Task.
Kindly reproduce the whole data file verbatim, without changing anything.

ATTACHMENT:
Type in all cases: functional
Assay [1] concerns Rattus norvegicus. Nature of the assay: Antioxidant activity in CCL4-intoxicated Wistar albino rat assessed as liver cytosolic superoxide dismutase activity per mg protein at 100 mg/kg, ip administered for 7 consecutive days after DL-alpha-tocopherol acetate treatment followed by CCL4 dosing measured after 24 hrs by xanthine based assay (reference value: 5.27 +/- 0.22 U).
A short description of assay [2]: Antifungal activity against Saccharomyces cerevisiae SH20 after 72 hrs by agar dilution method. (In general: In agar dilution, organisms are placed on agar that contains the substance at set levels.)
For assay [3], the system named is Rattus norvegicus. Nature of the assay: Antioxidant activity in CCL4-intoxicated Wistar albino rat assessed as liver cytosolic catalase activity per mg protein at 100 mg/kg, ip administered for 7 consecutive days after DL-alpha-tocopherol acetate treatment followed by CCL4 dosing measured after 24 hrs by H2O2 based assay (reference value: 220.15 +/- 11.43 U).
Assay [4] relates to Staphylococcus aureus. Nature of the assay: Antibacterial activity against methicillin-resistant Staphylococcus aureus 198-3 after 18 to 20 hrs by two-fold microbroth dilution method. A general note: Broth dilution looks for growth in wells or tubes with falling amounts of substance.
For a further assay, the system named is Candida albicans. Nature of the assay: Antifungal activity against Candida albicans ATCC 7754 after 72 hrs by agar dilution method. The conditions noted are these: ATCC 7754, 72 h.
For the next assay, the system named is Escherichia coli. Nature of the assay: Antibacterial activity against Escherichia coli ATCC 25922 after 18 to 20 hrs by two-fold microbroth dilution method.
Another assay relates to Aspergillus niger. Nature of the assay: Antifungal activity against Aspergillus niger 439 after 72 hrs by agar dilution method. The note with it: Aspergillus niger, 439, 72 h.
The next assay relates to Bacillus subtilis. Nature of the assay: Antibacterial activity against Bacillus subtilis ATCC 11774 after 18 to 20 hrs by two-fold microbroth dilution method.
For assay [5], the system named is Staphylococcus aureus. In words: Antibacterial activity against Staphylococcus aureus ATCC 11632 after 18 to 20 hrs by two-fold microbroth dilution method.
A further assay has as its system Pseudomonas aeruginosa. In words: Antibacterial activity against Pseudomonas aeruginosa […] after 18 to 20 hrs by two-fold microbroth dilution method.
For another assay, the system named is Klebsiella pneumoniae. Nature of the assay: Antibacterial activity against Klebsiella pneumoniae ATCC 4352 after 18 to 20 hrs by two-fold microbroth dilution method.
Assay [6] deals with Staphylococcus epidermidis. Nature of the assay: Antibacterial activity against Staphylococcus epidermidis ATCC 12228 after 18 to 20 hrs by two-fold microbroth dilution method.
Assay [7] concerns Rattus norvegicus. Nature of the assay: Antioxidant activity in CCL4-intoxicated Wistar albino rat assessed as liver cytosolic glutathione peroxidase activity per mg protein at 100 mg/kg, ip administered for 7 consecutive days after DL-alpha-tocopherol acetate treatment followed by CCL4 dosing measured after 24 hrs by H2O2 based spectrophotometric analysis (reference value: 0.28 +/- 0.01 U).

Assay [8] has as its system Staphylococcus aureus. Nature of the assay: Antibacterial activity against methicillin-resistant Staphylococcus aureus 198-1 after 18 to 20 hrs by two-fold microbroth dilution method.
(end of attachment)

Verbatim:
Type in all cases: functional
Assay [1] concerns Rattus norvegicus. Nature of the assay: Antioxidant activity in CCL4-intoxicated Wistar albino rat assessed as liver cytosolic superoxide dismutase activity per mg protein at 100 mg/kg, ip administered for 7 consecutive days after DL-alpha-tocopherol acetate treatment followed by CCL4 dosing measured after 24 hrs by xanthine based assay (reference value: 5.27 +/- 0.22 U).
A short description of assay [2]: Antifungal activity against Saccharomyces cerevisiae SH20 after 72 hrs by agar dilution method. (In general: In agar dilution, organisms are placed on agar that contains the substance at set levels.)
For assay [3], the system named is Rattus norvegicus. Nature of the assay: Antioxidant activity in CCL4-intoxicated Wistar albino rat assessed as liver cytosolic catalase activity per mg protein at 100 mg/kg, ip administered for 7 consecutive days after DL-alpha-tocopherol acetate treatment followed by CCL4 dosing measured after 24 hrs by H2O2 based assay (reference value: 220.15 +/- 11.43 U).
Assay [4] relates to Staphylococcus aureus. Nature of the assay: Antibacterial activity against methicillin-resistant Staphylococcus aureus 198-3 after 18 to 20 hrs by two-fold microbroth dilution method. A general note: Broth dilution looks for growth in wells or tubes with falling amounts of substance.
For a further assay, the system named is Candida albicans. Nature of the assay: Antifungal activity against Candida albicans ATCC 7754 after 72 hrs by agar dilution method. The conditions noted are these: ATCC 7754, 72 h.
For the next assay, the system named is Escherichia coli. Nature of the assay: Antibacterial activity against Escherichia coli ATCC 25922 after 18 to 20 hrs by two-fold microbroth dilution method.
Another assay relates to Aspergillus niger. Nature of the assay: Antifungal activity against Aspergillus niger 439 after 72 hrs by agar dilution method. The note with it: Aspergillus niger, 439, 72 h.
The next assay relates to Bacillus subtilis. Nature of the assay: Antibacterial activity against Bacillus subtilis ATCC 11774 after 18 to 20 hrs by two-fold microbroth dilution method.
For assay [5], the system named is Staphylococcus aureus. In words: Antibacterial activity against Staphylococcus aureus ATCC 11632 after 18 to 20 hrs by two-fold microbroth dilution method.
A further assay has as its system Pseudomonas aeruginosa. In words: Antibacterial activity against Pseudomonas aeruginosa […] after 18 to 20 hrs by two-fold microbroth dilution method.
For another assay, the system named is Klebsiella pneumoniae. Nature of the assay: Antibacterial activity against Klebsiella pneumoniae ATCC 4352 after 18 to 20 hrs by two-fold microbroth dilution method.
Assay [6] deals with Staphylococcus epidermidis. Nature of the assay: Antibacterial activity against Staphylococcus epidermidis ATCC 12228 after 18 to 20 hrs by two-fold microbroth dilution method.
Assay [7] concerns Rattus norvegicus. Nature of the assay: Antioxidant activity in CCL4-intoxicated Wistar albino rat assessed as liver cytosolic glutathione peroxidase activity per mg protein at 100 mg/kg, ip administered for 7 consecutive days after DL-alpha-tocopherol acetate treatment followed by CCL4 dosing measured after 24 hrs by H2O2 based spectrophotometric analysis (reference value: 0.28 +/- 0.01 U).

Assay [8] has as its system Staphylococcus aureus. Nature of the assay: Antibacterial activity against methicillin-resistant Staphylococcus aureus 198-1 after 18 to 20 hrs by two-fold microbroth dilution method.